Matthew Costa’s recreation and hospitality empire, centered on the Provincetown Golf Range, lasted four decades. The range and its companion 18-hole miniature golf course, near the intersection with Captain Bertie’s Way, have long since been redeveloped. But several traces remain, like the former Hole in One coffee shop, now Chach, at No. 73, and the former Dairy Land, at Nos. 85-87.
Costa (pictured) and Antone Duarte Jr. opened the range in 1959. It served as the setting of ham and turkey shoots (the targets were paper) by the Highland Fish and Game Club, of which Costa was president. Circus and carnivals were staged there. “Crowded dusty lanes surrounded by hucksters, Kewpie dolls, cotton candy, dangerous mechanical rides, and loud music,” Daniel Kearney recalled. In the ’70s, it was a go-kart course (pictured). A friend of Joel Grozier’s bought the karts from Costa in the ’80s. “We had great fun driving them all over the back roads of Truro until the cops put the squash on it,” Grozier told me. Costa died in 2002.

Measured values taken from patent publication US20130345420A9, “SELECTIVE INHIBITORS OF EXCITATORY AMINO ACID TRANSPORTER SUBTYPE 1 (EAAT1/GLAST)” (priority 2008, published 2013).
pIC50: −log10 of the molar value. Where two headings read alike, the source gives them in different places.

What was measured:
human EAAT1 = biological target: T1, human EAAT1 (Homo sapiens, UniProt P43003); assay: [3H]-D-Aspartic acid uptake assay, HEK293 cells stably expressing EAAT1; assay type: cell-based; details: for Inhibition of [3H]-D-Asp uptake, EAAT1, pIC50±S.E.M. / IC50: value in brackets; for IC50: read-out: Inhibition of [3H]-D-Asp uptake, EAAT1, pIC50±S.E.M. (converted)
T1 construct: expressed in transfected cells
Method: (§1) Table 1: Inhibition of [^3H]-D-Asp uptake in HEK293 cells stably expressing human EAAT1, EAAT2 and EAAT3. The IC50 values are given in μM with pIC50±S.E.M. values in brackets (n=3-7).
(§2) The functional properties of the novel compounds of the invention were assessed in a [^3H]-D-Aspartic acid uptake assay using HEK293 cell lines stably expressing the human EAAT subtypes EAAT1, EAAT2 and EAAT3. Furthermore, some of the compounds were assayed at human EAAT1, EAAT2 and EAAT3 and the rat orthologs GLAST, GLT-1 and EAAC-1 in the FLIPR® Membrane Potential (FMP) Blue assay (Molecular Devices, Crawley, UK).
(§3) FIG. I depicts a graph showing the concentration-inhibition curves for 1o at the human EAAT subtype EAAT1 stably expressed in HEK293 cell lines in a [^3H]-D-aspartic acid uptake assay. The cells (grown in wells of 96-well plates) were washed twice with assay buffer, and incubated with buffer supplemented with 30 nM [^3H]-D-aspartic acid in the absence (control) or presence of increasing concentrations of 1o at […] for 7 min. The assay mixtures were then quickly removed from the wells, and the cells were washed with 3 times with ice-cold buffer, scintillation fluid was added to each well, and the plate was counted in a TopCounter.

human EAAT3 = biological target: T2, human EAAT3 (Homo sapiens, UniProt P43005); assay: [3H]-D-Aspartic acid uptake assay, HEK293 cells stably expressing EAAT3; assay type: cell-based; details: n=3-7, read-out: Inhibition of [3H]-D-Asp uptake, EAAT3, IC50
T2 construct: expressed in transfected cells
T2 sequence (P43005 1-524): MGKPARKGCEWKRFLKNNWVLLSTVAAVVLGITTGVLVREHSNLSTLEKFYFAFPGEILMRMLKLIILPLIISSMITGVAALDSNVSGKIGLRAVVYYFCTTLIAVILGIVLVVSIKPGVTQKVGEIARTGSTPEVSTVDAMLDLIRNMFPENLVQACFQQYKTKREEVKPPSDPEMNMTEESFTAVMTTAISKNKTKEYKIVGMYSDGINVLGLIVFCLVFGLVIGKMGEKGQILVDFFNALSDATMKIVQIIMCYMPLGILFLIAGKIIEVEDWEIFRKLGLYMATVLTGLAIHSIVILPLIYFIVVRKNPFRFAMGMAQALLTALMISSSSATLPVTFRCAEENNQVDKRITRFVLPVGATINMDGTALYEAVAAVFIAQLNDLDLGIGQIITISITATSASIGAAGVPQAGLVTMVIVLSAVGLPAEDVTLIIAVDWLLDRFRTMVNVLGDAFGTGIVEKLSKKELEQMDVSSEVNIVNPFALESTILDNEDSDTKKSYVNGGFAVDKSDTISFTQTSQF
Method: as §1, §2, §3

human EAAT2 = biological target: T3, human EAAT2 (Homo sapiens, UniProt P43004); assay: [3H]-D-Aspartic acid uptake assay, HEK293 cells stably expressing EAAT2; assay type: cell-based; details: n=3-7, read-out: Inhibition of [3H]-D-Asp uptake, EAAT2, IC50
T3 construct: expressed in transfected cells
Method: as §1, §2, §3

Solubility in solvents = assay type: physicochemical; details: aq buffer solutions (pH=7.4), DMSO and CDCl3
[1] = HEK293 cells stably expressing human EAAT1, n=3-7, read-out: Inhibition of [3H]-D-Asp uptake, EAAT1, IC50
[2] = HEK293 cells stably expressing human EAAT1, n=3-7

The Hole in One became the Donut Shop. Michael Trovato, the “Son” in the Joe & Son Appliance Center, bought this property from Costa in 1984. His wife Debra managed the front building as Kelsey’s Diner, named for their daughter. It was also known as the Town Diner until 2005, when the license was transferred to Viola “Chach” Briseno (left) and Sharon Bowes (right). Their restaurant, Chach, a favorite breakfast spot, has been praised by Yankee Magazine for its French toast.
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